The Bruins lost do-it-all LB Myles Jack to the draft, but they found his replacement almost immediately in Torrance, California, native Mique Juarez (9). They also added a new toy for QB Josh Rosen to play with in four-star WR Theo Howard. He graduated in December and his academic advisor said, “Theo just gets it done.” That's what you want to hear from an academic advisor, though I must say, mine just stared at my transcript and shook her head. But Theo gets it done and the 6-foot, 175-pounder could earn himself a starting role his freshman season if he comes on strong in spring and summer camp. Even if he doesn't pop quite like that, he should still see playing time come the opening kickoff against Texas A&M on September 3. Of UCLA's six leading receivers from last season, five have either graduated or decided to give the NFL a shot.
Mission Abort. I repeat, mission abort.
I just want to give the duck a hug, honestly. Oregon's wheels shed rubber for a long, long time before the recruiting bus starting running on rims, but Wednesday turned into a lackluster day for the long-time Pac-12 contender. We'll set aside that whole six-week-without-a-commitment thing to focus on National Signing Day. On Wednesday, their biggest headline came when USC swiped four-star RB commitment Vavae Malepeia (159). The Trojans will do that, sometimes. When that's your lead, you're probably in trouble. At the close of the day, the Ducks managed Rivals' 28th best recruiting class, secruring only five four-star recruits. Remember, Florida State had 18 of them. Five. Oregon also failed to land a quarterback in Rivals Top-250. A few of their signees are sure to break out because Oregon can attract athletes like Lamar Winston (187), a 6-foot-3, 205-pound linebacker who was also a receiver at Central Catholic High in Oregon. He's probably going to play defense at the collegiate level. Oregon can bring home high-upside guys like Winston, but it's unclear what, exactly, their long-term plan might be. If it exists. Side note: I haven't watched all of the X-Files reboot episodes that've aired, but I've hopped in here and there to relive the 90's of my childhood. Anyway, I have a strong suspicion that David Dachovny's contract contains a bonus clause for every time he says “I want to believe.” This is a long way of saying that I'm worried about Oregon.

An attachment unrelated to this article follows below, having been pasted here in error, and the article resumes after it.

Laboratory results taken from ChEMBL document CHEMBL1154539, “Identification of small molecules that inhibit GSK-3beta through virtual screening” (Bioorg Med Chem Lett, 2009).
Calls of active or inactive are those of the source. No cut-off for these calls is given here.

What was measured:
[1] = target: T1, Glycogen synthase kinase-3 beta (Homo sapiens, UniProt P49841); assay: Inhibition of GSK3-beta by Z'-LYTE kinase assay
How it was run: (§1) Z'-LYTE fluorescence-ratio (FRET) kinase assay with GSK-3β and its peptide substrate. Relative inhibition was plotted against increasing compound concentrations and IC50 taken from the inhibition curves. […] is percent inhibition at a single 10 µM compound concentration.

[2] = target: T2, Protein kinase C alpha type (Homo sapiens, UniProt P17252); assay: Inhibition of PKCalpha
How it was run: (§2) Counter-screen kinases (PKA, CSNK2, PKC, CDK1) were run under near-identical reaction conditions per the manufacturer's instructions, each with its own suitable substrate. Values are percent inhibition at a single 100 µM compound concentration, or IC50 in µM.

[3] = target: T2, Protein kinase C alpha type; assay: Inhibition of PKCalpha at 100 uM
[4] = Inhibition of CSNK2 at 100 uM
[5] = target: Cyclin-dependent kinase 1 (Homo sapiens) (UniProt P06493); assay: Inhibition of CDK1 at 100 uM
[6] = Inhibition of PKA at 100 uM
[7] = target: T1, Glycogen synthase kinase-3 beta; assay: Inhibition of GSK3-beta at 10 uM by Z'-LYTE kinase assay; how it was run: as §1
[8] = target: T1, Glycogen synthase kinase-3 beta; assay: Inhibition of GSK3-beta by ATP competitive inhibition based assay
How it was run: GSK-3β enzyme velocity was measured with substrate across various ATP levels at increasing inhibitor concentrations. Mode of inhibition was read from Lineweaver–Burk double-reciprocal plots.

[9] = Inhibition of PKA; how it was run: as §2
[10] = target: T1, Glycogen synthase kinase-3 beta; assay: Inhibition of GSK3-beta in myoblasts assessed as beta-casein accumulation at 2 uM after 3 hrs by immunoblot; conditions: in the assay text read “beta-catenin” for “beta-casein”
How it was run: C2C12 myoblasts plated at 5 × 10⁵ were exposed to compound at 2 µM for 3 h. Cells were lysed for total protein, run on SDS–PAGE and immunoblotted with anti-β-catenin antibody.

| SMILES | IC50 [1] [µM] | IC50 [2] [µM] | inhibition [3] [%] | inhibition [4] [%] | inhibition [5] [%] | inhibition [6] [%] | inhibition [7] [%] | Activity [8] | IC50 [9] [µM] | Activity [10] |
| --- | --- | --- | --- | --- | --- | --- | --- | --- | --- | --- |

I guess I'll write about you, Notre Dame
The Fighting Irish did just fine, checking in with the No. 12 recruiting class. They picked up an offensive lineman here (Tommy Kramer, Rivals No. 41; Liam Echenberg, 194) and a five-star LB there (Daelin Hayes, 31 and the last five-star in the rankings), maybe a few wide receivers (Javon McKinley, 59; Chase Claypool, 109) along the way. Just a leisurely recruiting jog. They've lost the likes of WR William Fuller, T Ronnie Stanley and RB C.J. Prosise, but the core of the offense remains and this recruiting lull (and it's a very small lull) probably won't change their record this year.
A Few Bonus Words
I think I've heard this story before
If Alabama reloading for the nth time isn't samey enough for you, I've got a few more. First, let's start with Nick Bosa (21), younger bro of Joey Bosa (who's could well be frantically calling Eli Manning as we speak to ask how one gets traded away from the San Diego(?) Chargers). Bosa the Younger is actually considered a more advanced prospect than Bosa the Elder was at this time in his development. Unfortunately, he suffered a knee injury during his senior season at St. Thomas Aquinas and it's uncertain as to when he'll be ready to return. But when he does, another Bosa will be running around wrecking the Big Ten. So that'll be something you've already seen. We've touched on Devin Duvernay, who measures eerily close to Corey Coleman in terms of height and weight. And down at Auburn, Gus Malzahn continues a quest, perhaps an impossible quest: To replicate his championship season with Cam Newton. It didn't quite work with Nick Marshall, it's not looking great for Jeremy Johnson (who was benched midseason after a horrendous start) and I'm guessing, unfortunately for the Tigers, it's not going to pan out with Woody Barrett (n/a), who has athletic ability and accuracy issues. But you never know. You can't blame Malzahn for trying to find someone who can run his system to perfection. We will live our entire lives with various Bosas tearing up the field until the end of eternity, but when we next see a quarterback like Newton, who carried his team to a title in college and is poised to do it again in the NFL, that's impossible to tell.